Pr. Euler 18, recursion problem
lie.1296 at gmail.com
Thu Oct 9 19:39:14 CEST 2008
On Mon, 06 Oct 2008 00:14:37 -0700, process wrote:
> On Oct 6, 8:13 am, Aidan <awe... at gmail.com> wrote:
>> process wrote:
>> > I am trying to solve project euler problem 18 with brute force(I will
>> > move on to a better solution after I have done that for problem 67).
>> > However I can't get the recursive function right.
>> > I always have to use return right? Unless I am printing? So I canät
>> > stack to diffferent recursive calls after each other like so:
>> > recur_left(t, p)
>> > recur_right(t,p+1)
>> > Some stuff I have tried:
>> > def recur(tree, pos):
>> > if not tree:
>> > return 
>> > else:
>> > return [[tree[pos]] + recur(tree[1:], pos)] + \
>> > [[tree[pos]] + recur(tree[1:], pos+1)]
>> >>>> recur([,[2,3],[4,5,6]],0)
>> > [[1, [2, , ], [2, , ]], [1, [3, , ], [3, ,
>> > ]]]
>> > SO it is kind of working, just not exactly like I want. A more easily
>> > parseable/readable result would be nice, I want to be able to sum()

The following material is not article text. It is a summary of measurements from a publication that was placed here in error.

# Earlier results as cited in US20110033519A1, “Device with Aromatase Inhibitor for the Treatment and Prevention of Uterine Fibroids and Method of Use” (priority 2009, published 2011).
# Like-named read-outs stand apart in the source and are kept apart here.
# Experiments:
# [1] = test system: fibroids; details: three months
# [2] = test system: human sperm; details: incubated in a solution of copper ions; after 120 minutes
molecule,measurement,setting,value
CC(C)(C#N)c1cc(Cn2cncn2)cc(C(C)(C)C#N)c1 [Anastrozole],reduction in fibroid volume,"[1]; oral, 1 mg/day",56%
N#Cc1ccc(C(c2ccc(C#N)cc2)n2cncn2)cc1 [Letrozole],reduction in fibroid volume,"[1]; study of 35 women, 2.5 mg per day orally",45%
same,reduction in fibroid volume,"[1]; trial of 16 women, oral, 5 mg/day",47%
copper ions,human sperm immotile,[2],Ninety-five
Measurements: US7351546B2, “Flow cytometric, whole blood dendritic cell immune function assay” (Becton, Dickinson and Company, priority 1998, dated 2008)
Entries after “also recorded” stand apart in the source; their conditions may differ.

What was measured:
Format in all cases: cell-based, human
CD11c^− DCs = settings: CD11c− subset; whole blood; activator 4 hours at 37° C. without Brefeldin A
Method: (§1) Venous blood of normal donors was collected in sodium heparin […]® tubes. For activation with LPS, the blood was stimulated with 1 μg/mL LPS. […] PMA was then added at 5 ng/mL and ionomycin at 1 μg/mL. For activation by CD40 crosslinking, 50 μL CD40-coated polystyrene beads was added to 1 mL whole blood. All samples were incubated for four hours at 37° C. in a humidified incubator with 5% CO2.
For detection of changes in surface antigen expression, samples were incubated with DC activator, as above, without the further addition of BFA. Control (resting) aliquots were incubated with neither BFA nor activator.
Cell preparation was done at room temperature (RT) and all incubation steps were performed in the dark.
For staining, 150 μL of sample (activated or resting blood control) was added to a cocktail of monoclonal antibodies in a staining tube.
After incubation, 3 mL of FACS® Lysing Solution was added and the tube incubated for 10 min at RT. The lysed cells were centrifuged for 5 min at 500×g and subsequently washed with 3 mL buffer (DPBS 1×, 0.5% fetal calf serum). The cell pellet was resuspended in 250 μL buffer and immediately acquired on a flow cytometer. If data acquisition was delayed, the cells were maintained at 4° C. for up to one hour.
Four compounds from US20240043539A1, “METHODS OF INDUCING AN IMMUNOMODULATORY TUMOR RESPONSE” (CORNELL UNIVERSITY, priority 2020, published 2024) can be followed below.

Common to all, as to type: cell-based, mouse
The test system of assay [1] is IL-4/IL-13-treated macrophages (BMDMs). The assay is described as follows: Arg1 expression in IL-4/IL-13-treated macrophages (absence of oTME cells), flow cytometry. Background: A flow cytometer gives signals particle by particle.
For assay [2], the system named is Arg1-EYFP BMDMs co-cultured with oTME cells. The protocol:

>> > over each path preferrably.
>> > So the result should be:
>> > [[1,2,4],[1,2,5],[1,3,5],[1,3,6]]
>> > I know conceptually what has to be done. Base case: empty tree,
>> > return 
>> > Else: recur to the left and to the right.
>> This is just my opinion, but I felt the non-brute force solution to
>> this problem was actually simpler than trying to define a brute force
>> recursive solution.... I tried to implement a brute force algorithm at
>> first, until I had an epiphany with regard to how simple the problem
>> actually was. Then I faced palmed.
> But let's say you have [,[1,10],[1,2,300],[100000,1,1,1]].
> you must check all solutions right? there is no pattern. if you start
> from the bottom and eliminate paths that seem to be losing can you
> regain that later up in the pyramid if it turns out one side gets bigg
A Wise Man once says: "When you're hopelessly stuck with a problem,
reverse the problem"
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